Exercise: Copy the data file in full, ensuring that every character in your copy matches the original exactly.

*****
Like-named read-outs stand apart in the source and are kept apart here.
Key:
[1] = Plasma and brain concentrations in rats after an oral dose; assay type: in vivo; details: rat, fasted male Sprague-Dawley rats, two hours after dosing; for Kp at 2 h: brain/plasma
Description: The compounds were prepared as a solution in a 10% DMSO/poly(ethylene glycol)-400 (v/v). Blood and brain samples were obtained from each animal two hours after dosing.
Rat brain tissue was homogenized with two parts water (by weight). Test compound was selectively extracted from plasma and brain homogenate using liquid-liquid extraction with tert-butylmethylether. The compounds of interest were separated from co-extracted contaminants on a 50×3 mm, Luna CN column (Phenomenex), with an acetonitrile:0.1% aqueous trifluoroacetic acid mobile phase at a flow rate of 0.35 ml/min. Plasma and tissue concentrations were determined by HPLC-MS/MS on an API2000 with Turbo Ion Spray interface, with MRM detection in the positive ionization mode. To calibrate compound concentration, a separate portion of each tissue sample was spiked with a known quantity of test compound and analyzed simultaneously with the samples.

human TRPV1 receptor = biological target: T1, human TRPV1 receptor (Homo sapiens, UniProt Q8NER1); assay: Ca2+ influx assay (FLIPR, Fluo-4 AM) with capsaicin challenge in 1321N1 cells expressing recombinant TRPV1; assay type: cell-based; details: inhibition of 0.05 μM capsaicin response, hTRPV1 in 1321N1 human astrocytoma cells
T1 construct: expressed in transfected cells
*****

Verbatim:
Like-named read-outs stand apart in the source and are kept apart here.
Key:
[1] = Plasma and brain concentrations in rats after an oral dose; assay type: in vivo; details: rat, fasted male Sprague-Dawley rats, two hours after dosing; for Kp at 2 h: brain/plasma
Description: The compounds were prepared as a solution in a 10% DMSO/poly(ethylene glycol)-400 (v/v). Blood and brain samples were obtained from each animal two hours after dosing.
Rat brain tissue was homogenized with two parts water (by weight). Test compound was selectively extracted from plasma and brain homogenate using liquid-liquid extraction with tert-butylmethylether. The compounds of interest were separated from co-extracted contaminants on a 50×3 mm, Luna CN column (Phenomenex), with an acetonitrile:0.1% aqueous trifluoroacetic acid mobile phase at a flow rate of 0.35 ml/min. Plasma and tissue concentrations were determined by HPLC-MS/MS on an API2000 with Turbo Ion Spray interface, with MRM detection in the positive ionization mode. To calibrate compound concentration, a separate portion of each tissue sample was spiked with a known quantity of test compound and analyzed simultaneously with the samples.

human TRPV1 receptor = biological target: T1, human TRPV1 receptor (Homo sapiens, UniProt Q8NER1); assay: Ca2+ influx assay (FLIPR, Fluo-4 AM) with capsaicin challenge in 1321N1 cells expressing recombinant TRPV1; assay type: cell-based; details: inhibition of 0.05 μM capsaicin response, hTRPV1 in 1321N1 human astrocytoma cells
T1 construct: expressed in transfected cells